Basic driving habits practiced by motorists when sharing the road with trucks could save many lives. To achieve our objective of sharing the road safely we have a few facts about trucks that non truckers need to know and remember the next time you go on the road.
Here are a few facts and tips:
Avoid Blind Spots
There are four blind spots around tractor –trailer combinations where cars disappear from a truck driver’s view. Trucks have deep blind spots directly behind them and on each side. If you tailgate the truck driver can’t see you and your own view of the truck is obstructed.
Truck driver’s can’t see anything closer than 10 metres and sometimes up to 50 metres behind the trailer.
- 70% of all truck-related car fatalities are initiated by car drivers.
- 35% of them occur in the blind spots around trucks.
The longer the truck, the more distance you will need to pass it. Don’t pass unless you are absolutely sure there is enough room.
Pass from where the driver can see you – not from directly behind the truck.
Never pass on the left- the blind spot is even larger on that side.
When passing –stay as far to the right as is deemed safe. This reduces the effect of air turbulence on your vehicle and gives you a margin of safety if the truck moves outside of its lane.
Don’t linger in the passing.
It is possible to get rear-ended by a truck or bus if you cut in front too soon after passing. A truck can’t stop quickly!
Large trucks create a lot of air turbulence around them. Motorists should be prepared for a bit of “rock-and-roll” from air turbulence when passing a truck – Keep a firm grip on the steering wheel.
Caution in Bad Weather
Bad weather is a poor time to pass a large truck. The combination of splash and spray, air turbulence, poor control of both vehicles on slick services and diminished visibility increases the chance of a collision.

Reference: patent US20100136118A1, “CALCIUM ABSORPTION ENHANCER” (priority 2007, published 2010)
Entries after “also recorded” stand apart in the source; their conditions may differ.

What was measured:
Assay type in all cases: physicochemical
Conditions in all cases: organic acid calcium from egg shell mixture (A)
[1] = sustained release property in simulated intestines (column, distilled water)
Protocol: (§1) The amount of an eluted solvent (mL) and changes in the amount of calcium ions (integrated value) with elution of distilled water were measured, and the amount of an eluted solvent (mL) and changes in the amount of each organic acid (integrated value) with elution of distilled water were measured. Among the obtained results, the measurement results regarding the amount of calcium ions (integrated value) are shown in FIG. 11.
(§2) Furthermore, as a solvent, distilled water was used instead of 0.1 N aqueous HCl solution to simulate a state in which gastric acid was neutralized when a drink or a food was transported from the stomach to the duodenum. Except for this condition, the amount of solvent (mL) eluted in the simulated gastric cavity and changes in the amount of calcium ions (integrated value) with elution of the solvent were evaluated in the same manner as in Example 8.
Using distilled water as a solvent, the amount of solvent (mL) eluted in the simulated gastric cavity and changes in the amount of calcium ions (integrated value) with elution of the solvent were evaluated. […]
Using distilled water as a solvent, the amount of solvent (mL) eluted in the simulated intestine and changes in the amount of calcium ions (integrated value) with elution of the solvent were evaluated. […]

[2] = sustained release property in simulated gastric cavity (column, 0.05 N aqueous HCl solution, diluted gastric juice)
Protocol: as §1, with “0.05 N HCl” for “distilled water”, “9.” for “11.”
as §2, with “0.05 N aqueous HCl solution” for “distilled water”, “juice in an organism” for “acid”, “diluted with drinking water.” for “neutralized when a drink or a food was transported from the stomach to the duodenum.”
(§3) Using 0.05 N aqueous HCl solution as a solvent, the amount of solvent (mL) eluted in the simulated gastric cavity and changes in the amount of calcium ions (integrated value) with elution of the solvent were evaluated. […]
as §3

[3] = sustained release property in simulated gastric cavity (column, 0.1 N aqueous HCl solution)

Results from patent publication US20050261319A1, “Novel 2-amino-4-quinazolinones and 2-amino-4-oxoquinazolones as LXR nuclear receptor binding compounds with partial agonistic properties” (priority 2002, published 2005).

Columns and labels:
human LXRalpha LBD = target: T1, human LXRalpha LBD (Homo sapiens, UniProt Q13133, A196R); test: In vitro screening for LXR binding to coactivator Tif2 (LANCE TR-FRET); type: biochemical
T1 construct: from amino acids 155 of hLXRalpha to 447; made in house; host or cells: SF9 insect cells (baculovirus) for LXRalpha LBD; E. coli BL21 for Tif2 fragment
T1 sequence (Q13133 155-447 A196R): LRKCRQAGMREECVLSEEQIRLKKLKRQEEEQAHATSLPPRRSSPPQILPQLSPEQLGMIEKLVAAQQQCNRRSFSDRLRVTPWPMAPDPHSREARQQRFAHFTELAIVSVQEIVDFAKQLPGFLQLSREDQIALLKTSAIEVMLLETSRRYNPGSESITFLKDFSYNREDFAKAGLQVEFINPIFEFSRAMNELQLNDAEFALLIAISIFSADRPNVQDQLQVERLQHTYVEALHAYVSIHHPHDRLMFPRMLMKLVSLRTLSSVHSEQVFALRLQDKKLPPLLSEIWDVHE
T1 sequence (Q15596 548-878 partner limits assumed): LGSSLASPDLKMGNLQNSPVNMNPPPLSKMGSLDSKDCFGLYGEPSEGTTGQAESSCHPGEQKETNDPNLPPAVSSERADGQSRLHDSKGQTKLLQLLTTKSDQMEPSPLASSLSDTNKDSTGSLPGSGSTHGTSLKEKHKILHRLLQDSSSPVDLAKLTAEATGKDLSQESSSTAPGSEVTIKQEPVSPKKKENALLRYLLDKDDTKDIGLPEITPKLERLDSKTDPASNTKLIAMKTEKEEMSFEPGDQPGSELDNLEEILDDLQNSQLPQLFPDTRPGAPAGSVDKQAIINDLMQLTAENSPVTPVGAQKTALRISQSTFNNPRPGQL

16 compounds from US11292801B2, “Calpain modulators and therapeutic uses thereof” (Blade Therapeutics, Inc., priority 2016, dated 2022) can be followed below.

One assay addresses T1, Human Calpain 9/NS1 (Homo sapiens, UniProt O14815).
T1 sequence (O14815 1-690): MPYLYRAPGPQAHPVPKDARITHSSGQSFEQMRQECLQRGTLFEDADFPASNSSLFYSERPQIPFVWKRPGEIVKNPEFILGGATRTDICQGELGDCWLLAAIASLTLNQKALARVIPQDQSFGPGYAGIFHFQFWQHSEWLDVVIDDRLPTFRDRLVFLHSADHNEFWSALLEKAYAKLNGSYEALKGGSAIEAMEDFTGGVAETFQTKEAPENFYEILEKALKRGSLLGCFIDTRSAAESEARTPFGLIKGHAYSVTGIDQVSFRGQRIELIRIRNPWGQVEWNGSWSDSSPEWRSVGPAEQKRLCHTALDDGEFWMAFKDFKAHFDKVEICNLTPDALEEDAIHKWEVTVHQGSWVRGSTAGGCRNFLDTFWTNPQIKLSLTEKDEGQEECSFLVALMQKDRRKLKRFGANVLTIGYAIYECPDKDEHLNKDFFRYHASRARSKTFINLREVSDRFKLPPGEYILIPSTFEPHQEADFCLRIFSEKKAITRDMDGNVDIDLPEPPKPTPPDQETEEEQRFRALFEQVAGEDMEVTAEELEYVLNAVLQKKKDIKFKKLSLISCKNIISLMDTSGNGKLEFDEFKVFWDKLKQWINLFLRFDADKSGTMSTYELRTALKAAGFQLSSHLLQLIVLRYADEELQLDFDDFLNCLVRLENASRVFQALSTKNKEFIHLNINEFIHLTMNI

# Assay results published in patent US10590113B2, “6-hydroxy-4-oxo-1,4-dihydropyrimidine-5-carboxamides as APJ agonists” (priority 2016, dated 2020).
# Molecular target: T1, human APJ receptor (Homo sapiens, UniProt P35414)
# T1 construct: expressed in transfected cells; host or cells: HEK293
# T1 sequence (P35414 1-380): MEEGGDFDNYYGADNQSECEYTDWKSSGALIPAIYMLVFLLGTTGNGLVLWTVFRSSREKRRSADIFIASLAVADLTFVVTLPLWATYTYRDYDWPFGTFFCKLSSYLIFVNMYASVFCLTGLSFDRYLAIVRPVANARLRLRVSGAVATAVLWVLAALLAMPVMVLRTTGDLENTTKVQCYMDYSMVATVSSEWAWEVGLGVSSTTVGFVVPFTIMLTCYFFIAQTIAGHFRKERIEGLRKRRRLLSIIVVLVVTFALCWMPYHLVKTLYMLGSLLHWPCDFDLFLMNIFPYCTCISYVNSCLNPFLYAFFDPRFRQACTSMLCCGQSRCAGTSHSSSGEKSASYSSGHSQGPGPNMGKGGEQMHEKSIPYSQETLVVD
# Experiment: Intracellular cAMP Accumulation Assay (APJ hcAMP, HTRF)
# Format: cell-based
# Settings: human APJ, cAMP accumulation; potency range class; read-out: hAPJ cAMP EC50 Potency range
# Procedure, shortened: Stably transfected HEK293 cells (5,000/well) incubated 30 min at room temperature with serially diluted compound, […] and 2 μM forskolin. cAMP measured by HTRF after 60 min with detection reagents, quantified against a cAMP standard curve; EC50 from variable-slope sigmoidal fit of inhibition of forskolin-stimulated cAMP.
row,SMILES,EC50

Light vehicle drivers should turn their windshield wipers on before overtaking and passing a truck in wet weather. You need to see clearly at all times. If the spray seems more than your wipers can handle, don’t pass.
Truck drivers sometimes need to swing wide either to the left or right to safely make a turn at intersections.
They cannot see cars squeezing in between them and the curb.
Watch for their signals and give them time to turn.
Help trucks get by
When a truck passes you, stay left and slow down to allow him to pass.
If a truck is signaling to chance lanes, give it room. The Driver may be trying to avoid another vehicle.
When traveling in the left lane on a highway and you approach an on-ramp, move right to allow trucks to enter the highway.
When stopping behind a rig, remember that it might need space to roll back when it starts up again, especially on a hill.
Allow some space
If you position your vehicle slightly to the right of the lane the driver will know you are behind and can take precautions.
Unlike cars, trucks have a huge danger zone directly behind them. If you are tailgating a truck, the driver can’t see your car and you can’t see what is going on ahead of you.
Stay well behind any big truck to avoid a rear-end collision.
Truck wheels may throw up rocks – and certainly do throw up water when it’s raining.
If a truck in front of you starts to slow down, there may be trouble ahead. Take the hint and slow down too.
Don’t cut in front of trucks- they need a lot more time and space to stop than cars.
Loaded trucks can weigh up to 56 tons and take the length of a football field to stop.
When entering traffic on a highway or when passing, don’t cut in front of trucks or force them to attempt a sudden stop – they could jack-knife.
Don’t cut in front
Don’t cross behind
When driving or walking, never cross behind a truck that is reversing. Truck drivers have no rear view mirror and may not see you behind them.
Darkness masks many trucks. If you see a truck at night that looks like it’s parked at the side of the road, make sure you can see the entire truck body. Slow down and prepare to stop if necessary.
Many trucks are still without obligatory reflectors and reflective markings. The body of the truck could be in your path. In dim lighting, it may not be visible until it’s too late to stop.
Safety around Trucks with FleetWatch